Most would have no doubt heard the phrase: “Sell in May and go away” over the years. It has developed due to seasonal trends in equity markets linked to money flows and behavioural characteristics. It’s a tendency or bias that may or may not help your investment decisions in any particular year.

We can never know in advance what will happen in markets with certainty, but only know that there is a possibility of a bias or tendency influencing them.

There are many biases that affect buying and selling flows. Periodic front running, month-end, or quarter-end index rebalancing are pretty common. Liquidity flows around holiday periods are sometimes a factor as well.

Our Berman’s Call Pro-Eyes indicators consider two aspects of seasonality as part of the overall risk-return analysis. We have daily index data for U.S. large caps (now called the S&P 500 Index, but there were not always 500 stocks prior to 1957). In this chart, we simply look at the one-month forward average return based on the historical actual. So it creates a seasonality bias of returns.

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In the second chart, we use only the current year. We are currently in the fourth year (election) of the presidential cycle. Historically, what we can see is that some years perform better than others. It is, in part, tied into how Congress spends money to buy votes and stay in power and generally who is in control of the fiscal purse.

The sell in May to October seasonal can be seen in the blue line where if we average the one month return from May to October versus the other months, we can see that the first and fourth quarters tend to hold most of the returns compared to the second and third.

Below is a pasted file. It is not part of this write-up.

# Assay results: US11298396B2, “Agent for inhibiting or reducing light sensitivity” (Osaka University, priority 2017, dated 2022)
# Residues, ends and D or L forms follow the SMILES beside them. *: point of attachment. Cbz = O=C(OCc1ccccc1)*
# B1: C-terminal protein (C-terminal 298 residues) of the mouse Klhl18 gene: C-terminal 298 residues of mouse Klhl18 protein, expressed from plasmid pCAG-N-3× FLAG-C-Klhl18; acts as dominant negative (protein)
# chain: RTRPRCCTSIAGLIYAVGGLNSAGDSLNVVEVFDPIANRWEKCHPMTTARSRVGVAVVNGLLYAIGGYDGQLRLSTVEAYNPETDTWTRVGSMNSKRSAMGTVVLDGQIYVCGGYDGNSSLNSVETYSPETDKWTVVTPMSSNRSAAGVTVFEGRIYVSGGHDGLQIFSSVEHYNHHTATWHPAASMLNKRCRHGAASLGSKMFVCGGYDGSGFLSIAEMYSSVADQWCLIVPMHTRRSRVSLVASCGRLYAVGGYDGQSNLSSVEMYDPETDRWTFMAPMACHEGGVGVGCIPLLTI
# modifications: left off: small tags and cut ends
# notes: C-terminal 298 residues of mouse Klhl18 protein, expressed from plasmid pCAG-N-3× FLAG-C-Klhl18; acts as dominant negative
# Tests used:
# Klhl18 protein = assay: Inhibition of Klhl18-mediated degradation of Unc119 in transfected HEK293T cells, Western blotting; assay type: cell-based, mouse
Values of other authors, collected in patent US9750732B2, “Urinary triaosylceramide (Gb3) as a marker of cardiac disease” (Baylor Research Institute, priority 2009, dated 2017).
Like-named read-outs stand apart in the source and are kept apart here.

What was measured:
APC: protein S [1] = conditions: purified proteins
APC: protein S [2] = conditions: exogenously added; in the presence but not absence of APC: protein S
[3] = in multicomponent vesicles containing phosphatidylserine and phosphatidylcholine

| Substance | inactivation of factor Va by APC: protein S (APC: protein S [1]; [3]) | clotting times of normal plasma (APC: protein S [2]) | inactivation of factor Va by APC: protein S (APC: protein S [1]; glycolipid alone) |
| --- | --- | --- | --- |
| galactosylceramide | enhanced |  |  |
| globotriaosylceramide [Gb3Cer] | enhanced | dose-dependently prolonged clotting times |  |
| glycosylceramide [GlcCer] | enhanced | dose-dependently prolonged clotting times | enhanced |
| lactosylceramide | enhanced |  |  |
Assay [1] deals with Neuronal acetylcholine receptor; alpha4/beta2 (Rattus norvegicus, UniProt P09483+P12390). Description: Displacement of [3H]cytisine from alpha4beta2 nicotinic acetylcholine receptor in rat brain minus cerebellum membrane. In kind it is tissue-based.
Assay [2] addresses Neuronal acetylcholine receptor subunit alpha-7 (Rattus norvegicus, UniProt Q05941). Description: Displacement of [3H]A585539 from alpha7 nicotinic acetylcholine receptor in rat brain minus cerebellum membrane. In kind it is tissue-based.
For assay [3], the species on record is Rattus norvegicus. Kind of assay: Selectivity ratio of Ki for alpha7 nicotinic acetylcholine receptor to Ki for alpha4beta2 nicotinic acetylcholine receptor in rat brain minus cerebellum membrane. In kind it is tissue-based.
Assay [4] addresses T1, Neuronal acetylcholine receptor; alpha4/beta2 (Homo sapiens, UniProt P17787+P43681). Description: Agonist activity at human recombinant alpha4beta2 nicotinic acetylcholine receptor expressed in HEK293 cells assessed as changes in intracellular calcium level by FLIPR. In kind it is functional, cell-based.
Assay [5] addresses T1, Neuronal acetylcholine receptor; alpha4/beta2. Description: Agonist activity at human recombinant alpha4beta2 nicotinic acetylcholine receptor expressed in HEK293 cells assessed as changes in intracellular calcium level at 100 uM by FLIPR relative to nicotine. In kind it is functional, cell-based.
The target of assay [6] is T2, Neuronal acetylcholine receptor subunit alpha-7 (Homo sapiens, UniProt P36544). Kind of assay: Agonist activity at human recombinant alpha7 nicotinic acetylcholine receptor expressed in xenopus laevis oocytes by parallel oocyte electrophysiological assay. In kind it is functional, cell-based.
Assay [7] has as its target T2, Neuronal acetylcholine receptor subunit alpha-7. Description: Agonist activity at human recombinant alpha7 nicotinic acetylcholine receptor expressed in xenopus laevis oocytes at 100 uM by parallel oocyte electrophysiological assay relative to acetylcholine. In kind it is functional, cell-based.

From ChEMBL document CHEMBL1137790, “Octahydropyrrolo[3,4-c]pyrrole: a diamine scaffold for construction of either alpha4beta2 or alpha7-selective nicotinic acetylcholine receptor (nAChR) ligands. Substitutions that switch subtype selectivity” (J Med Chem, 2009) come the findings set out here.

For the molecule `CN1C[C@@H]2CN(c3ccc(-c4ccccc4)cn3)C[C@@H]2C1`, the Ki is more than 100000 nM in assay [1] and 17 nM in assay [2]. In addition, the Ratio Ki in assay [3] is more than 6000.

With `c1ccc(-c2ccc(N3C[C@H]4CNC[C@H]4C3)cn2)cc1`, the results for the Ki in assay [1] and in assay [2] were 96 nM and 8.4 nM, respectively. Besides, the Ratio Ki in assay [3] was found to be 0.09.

When we look at the fourth year of the cycle only, we see that typically the market is flat in the first half and more volatile in the back half. Markets do not like uncertainty, and this year more than most, there is a whole lot of it as it pertains to the U.S. election and foreign and domestic policy implications.

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The fact that 2024 has not at all been anything like the historical expectations should remind investors that this type of analysis should not be the main part of your portfolio construction decisions. However, people do get emotional about their portfolio and can make decisions that can be detrimental.

Our message to investors here is that we should likely expect something different to happen with seasonal patterns this year and not to get caught up in the seasonal rhyme.

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